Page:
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When sparks fly to innovate new technologies for imaging life at the microscopic scale, often diverse researchers are nudging each other with a kind of collegial one-upmanship.
"Look at the resolution we obtain with this microscope I've designed," the physicist says. "Great," the biologist replies, "but my research organism moves fast. Can you boost the system's speed?" "You'll have terabytes of raw data coming off that microscope system," says the computational scientist. "We'll build in algorithms to manage the data and produce the most meaningful images." Around they go, propelling a cycle of challenge and innovation that allows them to see more clearly into new dimensions of the microscopic world.
Interactions - Innovation - Pipeline - Imaging - Workspaces
Interdisciplinary interactions are essential for driving the innovation pipeline in biological imaging, yet collegial workspaces where they can spring up and mature are lacking in the United States. Last fall, the Marine Biological Laboratory (MBL) convened a National Science Foundation workshop to identify the bottlenecks that stymie innovation in microscopy and imaging, and recommend approaches for transforming how imaging technologies are developed and deployed. The conclusions of the 79 workshop participants are summarized in a Commentary in the August issue of Nature Methods.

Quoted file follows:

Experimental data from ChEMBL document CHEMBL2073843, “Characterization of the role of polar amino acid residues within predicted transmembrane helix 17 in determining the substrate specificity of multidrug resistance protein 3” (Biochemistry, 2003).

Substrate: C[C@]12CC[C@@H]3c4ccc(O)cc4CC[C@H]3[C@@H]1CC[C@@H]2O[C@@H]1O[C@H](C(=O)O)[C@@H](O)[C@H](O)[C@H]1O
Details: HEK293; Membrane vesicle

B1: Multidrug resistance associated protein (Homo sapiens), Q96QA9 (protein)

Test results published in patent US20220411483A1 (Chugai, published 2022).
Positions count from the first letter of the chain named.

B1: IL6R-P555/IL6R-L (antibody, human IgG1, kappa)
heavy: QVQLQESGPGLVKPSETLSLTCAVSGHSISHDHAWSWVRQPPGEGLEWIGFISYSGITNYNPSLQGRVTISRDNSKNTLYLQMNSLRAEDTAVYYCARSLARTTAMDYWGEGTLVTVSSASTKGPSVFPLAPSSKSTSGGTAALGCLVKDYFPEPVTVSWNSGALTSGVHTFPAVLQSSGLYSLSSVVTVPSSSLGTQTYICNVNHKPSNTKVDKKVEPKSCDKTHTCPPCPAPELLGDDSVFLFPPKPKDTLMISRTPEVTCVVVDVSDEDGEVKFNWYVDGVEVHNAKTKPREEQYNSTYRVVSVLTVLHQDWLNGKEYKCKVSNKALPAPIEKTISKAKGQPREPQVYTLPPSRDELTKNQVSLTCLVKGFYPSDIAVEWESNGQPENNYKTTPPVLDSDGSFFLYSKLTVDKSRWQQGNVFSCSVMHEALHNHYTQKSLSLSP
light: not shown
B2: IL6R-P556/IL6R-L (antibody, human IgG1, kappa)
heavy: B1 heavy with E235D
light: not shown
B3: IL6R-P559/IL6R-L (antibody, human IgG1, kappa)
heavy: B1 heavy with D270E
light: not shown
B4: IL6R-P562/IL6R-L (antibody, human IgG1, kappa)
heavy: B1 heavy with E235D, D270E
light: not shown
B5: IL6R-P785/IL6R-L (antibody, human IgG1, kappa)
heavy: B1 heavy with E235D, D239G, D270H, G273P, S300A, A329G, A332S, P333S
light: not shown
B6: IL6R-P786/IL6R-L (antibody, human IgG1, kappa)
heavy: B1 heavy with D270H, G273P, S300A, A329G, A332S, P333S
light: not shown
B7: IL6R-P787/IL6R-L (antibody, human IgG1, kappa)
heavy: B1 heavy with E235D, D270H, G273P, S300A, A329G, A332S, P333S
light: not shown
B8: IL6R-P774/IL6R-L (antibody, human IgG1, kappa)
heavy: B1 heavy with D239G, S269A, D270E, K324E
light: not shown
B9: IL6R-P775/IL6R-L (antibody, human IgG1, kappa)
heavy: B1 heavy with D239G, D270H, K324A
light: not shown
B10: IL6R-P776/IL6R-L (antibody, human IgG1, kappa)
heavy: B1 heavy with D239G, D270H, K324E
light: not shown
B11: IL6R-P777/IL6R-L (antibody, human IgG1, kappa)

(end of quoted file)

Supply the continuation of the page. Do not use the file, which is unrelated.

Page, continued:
"We propose a network of national imaging centers that provide collaborative, interdisciplinary spaces needed for the development, application, and teaching of advanced biological imaging techniques," write the authors and workshop...
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